Director Rose Glass’ debut feature, Saint Maud, provides us with a deep and complex web of human terror by wrapping the audience in a nerve-shredding world of mental decline. Here the escape door is firmly closed as we follow a deeply troubled young care worker into a pit of spiritual torment. Saint Maud is nothing short of a visual and auditory journey to hell, a breathtaking experience that slowly eats away at you. A young nurse, Maud (Morfydd Clark), sits on a tiled floor as flashes of a terrible accident surround her. Her patient lies dead, the room shrouded in green, as the shiny tiles of the hospital room reflect tragedy. This vivid flashback to Maud’s past sets the deeply uncomfortable tone of the film, shaking the ground beneath our feet as we begin to explore Maud’s history and the roots of her troubled soul.
We then jump forward to the present day, where the socially awkward Maud is about to start a new job, providing palliative home care to ex-professional dancer Amanda (Jennifer Ehle). Initially, life seems to be back on track for the young nurse, her enthusiasm for the new job dovetailing with deep care for a woman whose past fame and glory as a dancer is being eroded by cancer. Despite her life-ending illness, Amanda is lively and vibrant, her chain-smoking and drinking coupled with cutting remarks and curiosity. For young Maud, her dedication to her new employer is absolute, her secret mission defined; save Amanda’s soul from perpetual damnation.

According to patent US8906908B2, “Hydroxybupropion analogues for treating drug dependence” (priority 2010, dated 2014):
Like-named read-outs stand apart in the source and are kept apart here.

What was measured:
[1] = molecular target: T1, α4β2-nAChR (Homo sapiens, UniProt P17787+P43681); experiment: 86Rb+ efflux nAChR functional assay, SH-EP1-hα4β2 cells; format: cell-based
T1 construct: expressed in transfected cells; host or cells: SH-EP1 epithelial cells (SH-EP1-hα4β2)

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Rose Glass slowly unwraps Maud and Amanda’s story against the backdrop of the glistening lights of a British seaside town; however, as we progress, these lights slowly descend into darkness. Here the interface between Maud’s reality and her inner torment becomes less and less defined as we near a shocking and heart-pounding finale that echoes the visual terror of Brian De Palma’s Carrie 1976 and the nightmare of Kubrick’s The Shining. However, Saint Maud is unique in its style and power, offering a descent into psychological horror that lodges itself in the mind and niggles away you for months after the credits have rolled.
Morfydd Clark’s ‘Maud’ offers us a character we empathise with due to her delicate vulnerability and innocence. Meanwhile, Jennifer Ehle’s Amanda is spiky, demanding, challenging, and equally vulnerable. Here both characters share a weakness, one mental and one physical, as they suck us into their world with exquisite performances. Here Glass and her cinematographer Ben Fordesman allow us privileged access into Maud and Amanda’s inner worlds as we witness the slow descent into darkness. The result unbalances the audience, as Maud’s internal thoughts turn into sudden actions while Amanda plays with her nurse like a cat with a mouse.
Saint Maud is nothing short of formidable, as it plays with your empathy while terrorising your mind, its complexity engulfing you in a tsunami of world-class horror. Far more than just another horror, Saint Maud is a trip into the darkest corners of the human mind.
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Director: Rose Glass